• G11B33/00Constructional parts, details or accessories not provided for in the preceding groups
    • G11B33/12Disposition of constructional parts in the apparatus, e.g. of power supply, of modules
    • G11B33/121Disposition of constructional parts in the apparatus, e.g. of power supply, of modules the apparatus comprising a single recording/reproducing device
    • G11B33/122Arrangements for providing electrical connections, e.g. connectors, cables, switches
    • YGENERAL TAGGING OF NEW TECHNOLOGICAL DEVELOPMENTS; GENERAL TAGGING OF CROSS-SECTIONAL TECHNOLOGIES SPANNING OVER SEVERAL SECTIONS OF THE IPC; TECHNICAL SUBJECTS COVERED BY FORMER USPC CROSS-REFERENCE ART COLLECTIONS [XRACs] AND DIGESTS
    • Y10TECHNICAL SUBJECTS COVERED BY FORMER USPC
    • Y10TTECHNICAL SUBJECTS COVERED BY FORMER US CLASSIFICATION
    • Y10T29/00Metal working
    • Y10T29/49Method of mechanical manufacture
    • Y10T29/49002Electrical device making

Abstract

An improved carrier comprises a tray, an EMC component, and a bezel. The EMC component comprises a top spring set and a bottom spring set. Each spring set comprises a plurality of spring biased contacts connected by a plate and a bar so that each spring set moves in unison when depressed or released. Each tray has a first flange and a second flange and each of the flanges has a cut out portion. When an improved carrier is moved out of an array enclosure, the flanges depress the top spring of the EMC component of the carrier below. When the improved carrier is moved into the array enclosure, the flanges depress the top spring set of the carrier below until the top spring set of the carrier below is released by the cut-out portions of the flanges. When released, the top spring set of the carrier below contacts the bottom spring set of the carrier above to form a continuous EMC shield.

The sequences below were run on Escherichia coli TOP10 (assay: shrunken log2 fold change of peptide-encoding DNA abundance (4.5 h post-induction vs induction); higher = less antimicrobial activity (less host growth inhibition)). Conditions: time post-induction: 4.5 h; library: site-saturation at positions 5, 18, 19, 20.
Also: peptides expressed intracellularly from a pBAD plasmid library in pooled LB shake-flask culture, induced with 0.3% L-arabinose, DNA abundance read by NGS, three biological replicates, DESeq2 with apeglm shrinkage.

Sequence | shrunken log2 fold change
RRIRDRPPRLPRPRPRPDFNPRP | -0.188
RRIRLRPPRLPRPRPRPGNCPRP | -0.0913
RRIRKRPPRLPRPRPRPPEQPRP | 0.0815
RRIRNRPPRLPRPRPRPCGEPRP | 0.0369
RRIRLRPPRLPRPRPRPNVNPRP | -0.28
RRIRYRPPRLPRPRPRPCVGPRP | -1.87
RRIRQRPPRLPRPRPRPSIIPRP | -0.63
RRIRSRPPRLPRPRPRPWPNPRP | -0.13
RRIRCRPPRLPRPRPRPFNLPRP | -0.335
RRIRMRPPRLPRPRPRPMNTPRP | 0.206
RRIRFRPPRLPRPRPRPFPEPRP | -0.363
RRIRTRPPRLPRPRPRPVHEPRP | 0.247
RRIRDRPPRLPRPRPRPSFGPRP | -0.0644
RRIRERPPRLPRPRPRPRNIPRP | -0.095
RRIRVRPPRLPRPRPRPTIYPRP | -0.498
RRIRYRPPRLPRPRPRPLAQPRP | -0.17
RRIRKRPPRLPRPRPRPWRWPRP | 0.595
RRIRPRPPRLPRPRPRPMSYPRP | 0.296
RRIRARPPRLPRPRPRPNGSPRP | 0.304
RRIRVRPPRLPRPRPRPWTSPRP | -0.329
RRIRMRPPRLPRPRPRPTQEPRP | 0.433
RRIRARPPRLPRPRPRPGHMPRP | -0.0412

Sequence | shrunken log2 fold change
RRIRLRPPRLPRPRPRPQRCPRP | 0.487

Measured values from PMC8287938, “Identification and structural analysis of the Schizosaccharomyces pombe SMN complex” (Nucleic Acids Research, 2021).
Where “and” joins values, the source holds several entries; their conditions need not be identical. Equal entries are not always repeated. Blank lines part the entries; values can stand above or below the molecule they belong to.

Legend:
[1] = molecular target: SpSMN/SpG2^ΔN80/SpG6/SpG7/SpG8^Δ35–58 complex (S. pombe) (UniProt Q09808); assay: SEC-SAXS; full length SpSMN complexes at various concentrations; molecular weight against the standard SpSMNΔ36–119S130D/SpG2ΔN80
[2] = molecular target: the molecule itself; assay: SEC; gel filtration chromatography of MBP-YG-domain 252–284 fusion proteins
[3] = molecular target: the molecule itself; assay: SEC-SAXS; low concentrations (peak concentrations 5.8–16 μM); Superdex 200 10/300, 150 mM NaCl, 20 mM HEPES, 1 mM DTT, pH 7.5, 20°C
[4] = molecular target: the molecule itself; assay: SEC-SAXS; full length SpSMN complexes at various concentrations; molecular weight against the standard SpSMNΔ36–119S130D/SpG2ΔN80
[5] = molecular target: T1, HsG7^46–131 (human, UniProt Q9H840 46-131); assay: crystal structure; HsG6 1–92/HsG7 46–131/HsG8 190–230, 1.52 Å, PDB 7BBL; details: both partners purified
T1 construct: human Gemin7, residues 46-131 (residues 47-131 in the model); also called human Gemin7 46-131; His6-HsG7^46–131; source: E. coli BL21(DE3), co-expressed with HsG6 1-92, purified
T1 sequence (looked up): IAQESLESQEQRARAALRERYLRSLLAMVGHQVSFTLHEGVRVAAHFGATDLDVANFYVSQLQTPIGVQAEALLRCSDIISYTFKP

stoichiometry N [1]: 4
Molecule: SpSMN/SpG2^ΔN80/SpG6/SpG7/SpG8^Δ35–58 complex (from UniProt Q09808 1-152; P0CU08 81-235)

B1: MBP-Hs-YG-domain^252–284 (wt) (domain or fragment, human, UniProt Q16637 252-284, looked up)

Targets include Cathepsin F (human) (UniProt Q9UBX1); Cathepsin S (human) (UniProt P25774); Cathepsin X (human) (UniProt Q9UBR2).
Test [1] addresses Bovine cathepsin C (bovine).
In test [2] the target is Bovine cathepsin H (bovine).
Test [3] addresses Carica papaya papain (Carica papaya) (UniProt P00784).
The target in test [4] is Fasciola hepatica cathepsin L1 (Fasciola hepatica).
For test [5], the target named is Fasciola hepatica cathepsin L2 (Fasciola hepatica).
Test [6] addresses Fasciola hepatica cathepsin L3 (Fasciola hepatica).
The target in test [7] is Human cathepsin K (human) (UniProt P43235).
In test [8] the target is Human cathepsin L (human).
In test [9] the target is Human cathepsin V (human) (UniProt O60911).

Description

BACKGROUND OF THE INVENTION

1. Field of the Invention